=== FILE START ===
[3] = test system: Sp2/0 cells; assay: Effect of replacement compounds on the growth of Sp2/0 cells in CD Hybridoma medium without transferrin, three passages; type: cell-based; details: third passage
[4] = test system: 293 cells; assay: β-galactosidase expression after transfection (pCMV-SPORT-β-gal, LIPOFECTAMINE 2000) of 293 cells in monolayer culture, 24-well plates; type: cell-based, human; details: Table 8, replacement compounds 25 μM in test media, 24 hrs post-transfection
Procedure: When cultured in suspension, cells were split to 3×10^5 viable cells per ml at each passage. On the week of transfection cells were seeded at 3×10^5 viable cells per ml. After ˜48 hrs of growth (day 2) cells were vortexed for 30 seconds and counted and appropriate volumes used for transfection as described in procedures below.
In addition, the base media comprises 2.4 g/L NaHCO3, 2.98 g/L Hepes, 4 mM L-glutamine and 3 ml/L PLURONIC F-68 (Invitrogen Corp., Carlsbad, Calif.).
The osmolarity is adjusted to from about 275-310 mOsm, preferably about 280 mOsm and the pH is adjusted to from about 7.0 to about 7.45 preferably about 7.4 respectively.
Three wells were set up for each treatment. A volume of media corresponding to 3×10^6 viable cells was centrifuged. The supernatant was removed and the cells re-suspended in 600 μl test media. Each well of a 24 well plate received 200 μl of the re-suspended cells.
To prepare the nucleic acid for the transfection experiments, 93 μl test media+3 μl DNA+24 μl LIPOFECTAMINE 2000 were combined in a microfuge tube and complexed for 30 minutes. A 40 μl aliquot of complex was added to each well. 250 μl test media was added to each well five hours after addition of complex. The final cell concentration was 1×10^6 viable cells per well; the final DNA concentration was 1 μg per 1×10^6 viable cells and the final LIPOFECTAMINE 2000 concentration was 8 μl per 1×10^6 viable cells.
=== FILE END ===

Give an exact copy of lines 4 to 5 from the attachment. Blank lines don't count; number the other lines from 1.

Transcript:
In addition, the base media comprises 2.4 g/L NaHCO3, 2.98 g/L Hepes, 4 mM L-glutamine and 3 ml/L PLURONIC F-68 (Invitrogen Corp., Carlsbad, Calif.).
The osmolarity is adjusted to from about 275-310 mOsm, preferably about 280 mOsm and the pH is adjusted to from about 7.0 to about 7.45 preferably about 7.4 respectively.